This is the fourth in my series of blogs on panels at Ravencon I’m NOT doing.  For further explanation, see my earlier blog here.

GEARING UP FOR WAR

This panel is described in the (still just a draft) write-up as “Depending on the time period, terrain, and the nature of the fight, you’re going to need different kinds of kit. We’ll discuss how human beings prepare for battle physically and mentally — and what that says about their society.” I really feel under-qualified for the topic of mental and physical preparation, and I don’t even want to touch the one about what these preparations “say about society” (talk about a land mine for those of us who try to maintain politically neutral public faces!).

But discussing military kit? That I can do, if only from the perspective of a military history buff who’s done enough research into this topic to know (at one time) what people were supposed to receive in a few historic kits by heart. (Okay, so, um, my focus was the history of the US Sailing Navy, but sailors needed kits, too!  And it has been a while since I last studied this, so don’t test me; I probably can’t recite everything from memory, any more)

Now, one of the things to remember is that, until the last century or so, a soldier’s “kit” was largely theoretical. Some bureaucrat somewhere would write up a list of what was supposed to be in a soldier’s kit and set a budget (usually below what was actually needed) for obtaining these supplies; some lesser bureaucrat elsewhere would receive the money to put these kits together, skim some of it off the top, and then toss it down the chain. Each toss down the chain to the next layer of government usually meant less money for each kit, to the point that soldiers and sailors rarely received much the kit they were assigned.

But, for the sake of our sanity, let’s talk about what was SUPPOSED to be issued to soldiers and sailors throughout the various eras we have records for… and we have records, in some cases, dating back to Roman times.  Sometimes the government paid for these kits, sometimes the soldier or sailor were responsible for paying for these things themselves; sometimes the kit was required to fit a uniform standard and design, and sometimes the soldier or sailor (or, especially, feudal lords\knights) could customize or fit themselves out on their own, and sometimes some things were provided and you had to pay for others.  Usually, the only ‘advantage’ of paying for your own kit is the ability to customize things.

Regardless, whether you were a Roman Soldier or a member of the modern military, there are several things which are common to every soldier’s (or sailor’s) kits:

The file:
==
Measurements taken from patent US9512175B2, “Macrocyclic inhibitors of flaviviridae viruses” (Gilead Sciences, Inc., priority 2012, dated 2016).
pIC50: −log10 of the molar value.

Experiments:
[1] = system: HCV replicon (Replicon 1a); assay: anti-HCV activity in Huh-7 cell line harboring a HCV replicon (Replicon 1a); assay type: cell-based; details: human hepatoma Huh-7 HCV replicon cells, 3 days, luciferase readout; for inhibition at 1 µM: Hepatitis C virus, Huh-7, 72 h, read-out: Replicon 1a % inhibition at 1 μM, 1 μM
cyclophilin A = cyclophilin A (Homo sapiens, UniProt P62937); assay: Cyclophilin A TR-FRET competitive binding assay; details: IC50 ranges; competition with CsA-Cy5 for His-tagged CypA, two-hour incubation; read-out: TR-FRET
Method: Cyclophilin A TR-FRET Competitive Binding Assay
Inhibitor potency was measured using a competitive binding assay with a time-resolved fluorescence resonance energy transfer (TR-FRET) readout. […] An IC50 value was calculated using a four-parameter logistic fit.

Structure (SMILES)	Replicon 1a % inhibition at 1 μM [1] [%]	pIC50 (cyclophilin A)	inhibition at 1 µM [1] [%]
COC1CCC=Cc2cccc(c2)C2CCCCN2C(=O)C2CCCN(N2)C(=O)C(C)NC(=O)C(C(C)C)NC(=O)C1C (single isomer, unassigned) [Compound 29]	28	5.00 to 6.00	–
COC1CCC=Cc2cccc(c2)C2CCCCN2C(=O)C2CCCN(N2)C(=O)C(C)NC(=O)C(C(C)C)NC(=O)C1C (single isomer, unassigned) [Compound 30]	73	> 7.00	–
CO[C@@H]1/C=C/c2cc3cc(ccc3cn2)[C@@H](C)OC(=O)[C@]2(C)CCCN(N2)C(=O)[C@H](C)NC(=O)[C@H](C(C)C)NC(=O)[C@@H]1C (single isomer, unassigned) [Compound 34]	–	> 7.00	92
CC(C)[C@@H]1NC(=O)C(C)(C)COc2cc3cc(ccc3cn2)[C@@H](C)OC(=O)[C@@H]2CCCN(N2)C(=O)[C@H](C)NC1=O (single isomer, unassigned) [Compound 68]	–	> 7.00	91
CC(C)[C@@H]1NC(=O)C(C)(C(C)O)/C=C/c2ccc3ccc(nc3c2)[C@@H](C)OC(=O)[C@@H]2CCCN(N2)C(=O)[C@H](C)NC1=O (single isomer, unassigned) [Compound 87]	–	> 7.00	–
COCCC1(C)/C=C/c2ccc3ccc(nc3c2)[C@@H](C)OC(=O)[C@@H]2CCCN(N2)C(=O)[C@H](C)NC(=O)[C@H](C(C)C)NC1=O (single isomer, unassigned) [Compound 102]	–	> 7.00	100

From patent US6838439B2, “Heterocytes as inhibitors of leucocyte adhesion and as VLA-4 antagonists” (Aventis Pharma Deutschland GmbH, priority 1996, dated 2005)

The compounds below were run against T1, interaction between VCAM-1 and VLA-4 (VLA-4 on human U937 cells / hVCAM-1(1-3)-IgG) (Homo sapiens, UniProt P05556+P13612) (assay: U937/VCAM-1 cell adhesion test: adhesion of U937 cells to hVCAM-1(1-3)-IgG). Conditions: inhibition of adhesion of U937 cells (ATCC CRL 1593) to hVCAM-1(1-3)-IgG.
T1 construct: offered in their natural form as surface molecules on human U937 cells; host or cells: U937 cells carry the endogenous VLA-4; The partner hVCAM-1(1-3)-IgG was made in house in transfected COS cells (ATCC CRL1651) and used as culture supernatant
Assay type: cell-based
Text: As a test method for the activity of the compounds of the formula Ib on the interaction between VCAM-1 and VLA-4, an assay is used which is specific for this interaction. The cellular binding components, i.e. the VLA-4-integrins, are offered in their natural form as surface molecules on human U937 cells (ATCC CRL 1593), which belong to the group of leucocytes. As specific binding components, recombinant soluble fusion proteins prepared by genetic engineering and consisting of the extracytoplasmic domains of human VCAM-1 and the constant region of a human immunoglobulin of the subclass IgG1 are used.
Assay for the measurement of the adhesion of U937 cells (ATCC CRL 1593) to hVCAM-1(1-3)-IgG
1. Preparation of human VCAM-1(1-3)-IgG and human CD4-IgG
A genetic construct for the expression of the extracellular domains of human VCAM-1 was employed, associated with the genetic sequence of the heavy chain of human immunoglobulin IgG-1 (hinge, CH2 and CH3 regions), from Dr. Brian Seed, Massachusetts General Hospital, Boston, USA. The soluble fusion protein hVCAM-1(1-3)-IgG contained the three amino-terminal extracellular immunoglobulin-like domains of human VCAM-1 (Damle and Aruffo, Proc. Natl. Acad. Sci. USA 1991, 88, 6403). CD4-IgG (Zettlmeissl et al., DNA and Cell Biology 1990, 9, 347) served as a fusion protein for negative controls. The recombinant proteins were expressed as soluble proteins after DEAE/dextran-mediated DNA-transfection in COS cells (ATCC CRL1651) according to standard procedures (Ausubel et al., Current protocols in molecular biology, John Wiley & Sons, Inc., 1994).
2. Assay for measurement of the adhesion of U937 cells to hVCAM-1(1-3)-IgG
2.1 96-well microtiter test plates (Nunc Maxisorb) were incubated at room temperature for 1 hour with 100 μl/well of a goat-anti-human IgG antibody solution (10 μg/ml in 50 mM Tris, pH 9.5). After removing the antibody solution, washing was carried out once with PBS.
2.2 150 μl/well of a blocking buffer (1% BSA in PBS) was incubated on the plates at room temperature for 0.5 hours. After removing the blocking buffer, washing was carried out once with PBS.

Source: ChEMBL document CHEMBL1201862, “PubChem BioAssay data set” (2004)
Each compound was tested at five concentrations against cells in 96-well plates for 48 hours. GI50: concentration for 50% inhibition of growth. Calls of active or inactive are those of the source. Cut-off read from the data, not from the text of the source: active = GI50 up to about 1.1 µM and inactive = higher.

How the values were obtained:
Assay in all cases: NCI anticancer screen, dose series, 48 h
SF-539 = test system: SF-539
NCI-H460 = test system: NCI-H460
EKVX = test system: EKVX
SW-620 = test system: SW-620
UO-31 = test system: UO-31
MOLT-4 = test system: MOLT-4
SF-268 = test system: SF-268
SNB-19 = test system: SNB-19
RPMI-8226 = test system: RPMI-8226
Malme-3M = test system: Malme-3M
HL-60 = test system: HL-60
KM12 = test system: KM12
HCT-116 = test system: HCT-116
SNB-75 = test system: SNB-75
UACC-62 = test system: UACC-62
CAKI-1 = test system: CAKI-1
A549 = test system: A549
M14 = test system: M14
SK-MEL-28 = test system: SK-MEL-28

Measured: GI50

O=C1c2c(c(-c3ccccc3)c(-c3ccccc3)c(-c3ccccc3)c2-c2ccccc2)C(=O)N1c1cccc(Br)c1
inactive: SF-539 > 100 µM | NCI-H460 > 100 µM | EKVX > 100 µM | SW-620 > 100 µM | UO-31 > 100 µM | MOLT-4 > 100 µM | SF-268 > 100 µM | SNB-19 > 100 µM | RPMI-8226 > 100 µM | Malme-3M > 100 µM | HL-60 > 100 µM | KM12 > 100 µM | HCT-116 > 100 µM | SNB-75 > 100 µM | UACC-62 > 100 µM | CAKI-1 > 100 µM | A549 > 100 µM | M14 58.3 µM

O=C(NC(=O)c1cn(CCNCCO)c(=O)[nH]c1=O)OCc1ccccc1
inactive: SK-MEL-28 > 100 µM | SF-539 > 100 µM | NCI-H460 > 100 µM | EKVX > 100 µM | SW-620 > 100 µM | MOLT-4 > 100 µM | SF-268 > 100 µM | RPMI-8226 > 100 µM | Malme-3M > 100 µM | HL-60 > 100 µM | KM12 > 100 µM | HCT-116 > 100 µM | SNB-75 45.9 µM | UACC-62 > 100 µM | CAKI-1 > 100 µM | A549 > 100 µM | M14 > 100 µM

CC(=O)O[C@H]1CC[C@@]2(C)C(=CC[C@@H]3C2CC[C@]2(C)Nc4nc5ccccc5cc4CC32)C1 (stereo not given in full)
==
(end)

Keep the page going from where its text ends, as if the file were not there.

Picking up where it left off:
Some form of weaponry.  Whether that’s swords, spears, bows and arrows, or firearms, you would get a weapon (sometimes more than one).  At times in history, the weapons would not actually be issued with the kit, but handed out right before battle; regardless a weapon of some type should be considered part of the kit.

Body armor.  Note that this isn’t always a part of your kit; early Roman infantry soldiers wore none to increase speed and ease of movement (and as a cost-cutting measure), though later on various different types of armor were developed and issued.  Sailors from the Napoleanic era certainly didn’t wear armor into battle (though Spanish officers sometimes did).  Frequently, armor was something the soldier would have to pay for out of his own pocket (or get docked out of his pay), as it often had to be custom-fit to the person wearing it.  Today, soldiers are usually issued body armor (bulletproof vests) as part of their kit, though occasionally soldiers may purchase “civilian” gear if the issued equipment is defective or insufficient and replacement gear is slow to arrive (this is technically not permitted in the US Army, but the rule has been relaxed and\or ignored at various times of crisis).

An “entrenching tool” (aka, a shovel) were part of most soldiers kits (though not most sailors, as you obviously aren’t going to be digging through your wooden ship’s decking; in its place, however, sailors were issued tools for splicing rope or similar Naval tasks).  A soldier needed his shovel to be able to dig out camp latrines, dig in temporary fortifications and trenches, and more.  Plus, they could work as a backup weapon in a pinch.

Usually, soldiers were also issued clothing.  This could be something as simple as basic livery to go over your armor, or multiple types of uniform for use in different times of the year and on different occasions.  This can include not just the obvious uniform pieces, but also things like socks, shoes, underwear, belts, etc.

A water containment device (whether that’s a waterskin, a canteen, or something else).

Cooking gear of some sort.  You might not have the tools for gourmet cooking on hand, but some way to build a fire and hold food over that fire is quite handy.  You also need some method of eating food given to you, so a bowl for soups and stews, a spoon, a knife, a fork if they’ve been invented… that kind of thing.

An axe or saw for cutting wood.  Because you need some way of getting fuel for those cooking fires.

A satchel\backpack\bag of some kind.  Because you’ve got a lot of gear you need to carry around.

Bedding.  This could be anything from just a simple blanket to a full-on kit for a tent, a sleeping bag, a rain tarp, and more.  The most original bit of bedding kit I recall is from the American Civil War, where soldiers were each issued HALF of a two-person tent; if your buddy lost his gear, you were out of luck.